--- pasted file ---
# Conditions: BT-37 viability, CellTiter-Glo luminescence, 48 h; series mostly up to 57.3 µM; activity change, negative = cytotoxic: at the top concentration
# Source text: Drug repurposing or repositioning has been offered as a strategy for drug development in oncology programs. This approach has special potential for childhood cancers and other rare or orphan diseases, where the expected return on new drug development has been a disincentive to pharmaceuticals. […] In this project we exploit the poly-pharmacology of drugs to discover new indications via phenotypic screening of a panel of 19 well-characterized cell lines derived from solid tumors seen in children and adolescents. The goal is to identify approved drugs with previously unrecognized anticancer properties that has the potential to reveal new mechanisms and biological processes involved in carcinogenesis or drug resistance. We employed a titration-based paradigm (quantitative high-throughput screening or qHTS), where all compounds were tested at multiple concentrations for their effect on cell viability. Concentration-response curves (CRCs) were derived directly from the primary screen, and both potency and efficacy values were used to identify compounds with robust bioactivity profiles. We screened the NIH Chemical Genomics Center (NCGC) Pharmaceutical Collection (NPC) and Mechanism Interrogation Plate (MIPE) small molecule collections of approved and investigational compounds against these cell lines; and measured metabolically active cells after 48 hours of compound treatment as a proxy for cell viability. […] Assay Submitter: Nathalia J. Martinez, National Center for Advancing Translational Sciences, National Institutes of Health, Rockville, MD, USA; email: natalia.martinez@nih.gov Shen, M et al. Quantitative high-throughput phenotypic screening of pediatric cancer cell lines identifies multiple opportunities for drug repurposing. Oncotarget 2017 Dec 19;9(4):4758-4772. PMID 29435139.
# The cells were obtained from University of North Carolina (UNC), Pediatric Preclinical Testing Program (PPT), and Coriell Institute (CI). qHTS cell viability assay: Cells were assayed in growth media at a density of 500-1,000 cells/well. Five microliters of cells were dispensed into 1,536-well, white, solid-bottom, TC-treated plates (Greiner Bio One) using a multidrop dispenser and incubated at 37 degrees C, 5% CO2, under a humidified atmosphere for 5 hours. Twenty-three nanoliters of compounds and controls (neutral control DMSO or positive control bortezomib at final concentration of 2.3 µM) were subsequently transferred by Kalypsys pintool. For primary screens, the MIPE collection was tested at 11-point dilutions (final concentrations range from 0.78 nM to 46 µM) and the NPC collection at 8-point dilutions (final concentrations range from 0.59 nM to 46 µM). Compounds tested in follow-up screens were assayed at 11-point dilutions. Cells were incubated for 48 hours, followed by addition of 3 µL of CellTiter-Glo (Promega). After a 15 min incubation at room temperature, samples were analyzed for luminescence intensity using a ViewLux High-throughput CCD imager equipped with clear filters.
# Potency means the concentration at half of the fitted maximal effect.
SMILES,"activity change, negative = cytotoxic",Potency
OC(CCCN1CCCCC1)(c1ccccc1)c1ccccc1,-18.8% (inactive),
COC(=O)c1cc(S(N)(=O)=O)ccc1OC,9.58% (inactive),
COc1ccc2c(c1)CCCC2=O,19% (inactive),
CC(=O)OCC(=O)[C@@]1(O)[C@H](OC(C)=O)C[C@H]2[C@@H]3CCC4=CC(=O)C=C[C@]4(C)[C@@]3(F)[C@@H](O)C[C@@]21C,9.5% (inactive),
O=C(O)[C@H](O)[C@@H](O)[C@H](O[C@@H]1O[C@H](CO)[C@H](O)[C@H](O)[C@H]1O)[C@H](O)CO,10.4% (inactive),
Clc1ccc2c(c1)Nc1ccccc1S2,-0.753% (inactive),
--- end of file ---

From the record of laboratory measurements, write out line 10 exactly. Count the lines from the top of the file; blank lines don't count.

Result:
O=C(O)[C@H](O)[C@@H](O)[C@H](O[C@@H]1O[C@H](CO)[C@H](O)[C@H](O)[C@H]1O)[C@H](O)CO,10.4% (inactive),